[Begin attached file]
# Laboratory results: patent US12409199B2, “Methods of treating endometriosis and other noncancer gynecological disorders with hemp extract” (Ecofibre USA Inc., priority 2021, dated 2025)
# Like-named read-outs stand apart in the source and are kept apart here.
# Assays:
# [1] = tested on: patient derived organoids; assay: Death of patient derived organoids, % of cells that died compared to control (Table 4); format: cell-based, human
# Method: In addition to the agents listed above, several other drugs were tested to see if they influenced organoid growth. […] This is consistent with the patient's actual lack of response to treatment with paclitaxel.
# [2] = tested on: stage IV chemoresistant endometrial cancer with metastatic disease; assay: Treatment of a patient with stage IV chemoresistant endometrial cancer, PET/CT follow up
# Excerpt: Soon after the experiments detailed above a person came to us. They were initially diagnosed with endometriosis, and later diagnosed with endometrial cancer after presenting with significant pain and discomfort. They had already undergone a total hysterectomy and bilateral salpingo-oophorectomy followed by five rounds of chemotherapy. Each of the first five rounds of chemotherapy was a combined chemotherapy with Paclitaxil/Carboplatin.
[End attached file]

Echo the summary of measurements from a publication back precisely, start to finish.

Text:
# Laboratory results: patent US12409199B2, “Methods of treating endometriosis and other noncancer gynecological disorders with hemp extract” (Ecofibre USA Inc., priority 2021, dated 2025)
# Like-named read-outs stand apart in the source and are kept apart here.
# Assays:
# [1] = tested on: patient derived organoids; assay: Death of patient derived organoids, % of cells that died compared to control (Table 4); format: cell-based, human
# Method: In addition to the agents listed above, several other drugs were tested to see if they influenced organoid growth. […] This is consistent with the patient's actual lack of response to treatment with paclitaxel.
# [2] = tested on: stage IV chemoresistant endometrial cancer with metastatic disease; assay: Treatment of a patient with stage IV chemoresistant endometrial cancer, PET/CT follow up
# Excerpt: Soon after the experiments detailed above a person came to us. They were initially diagnosed with endometriosis, and later diagnosed with endometrial cancer after presenting with significant pain and discomfort. They had already undergone a total hysterectomy and bilateral salpingo-oophorectomy followed by five rounds of chemotherapy. Each of the first five rounds of chemotherapy was a combined chemotherapy with Paclitaxil/Carboplatin.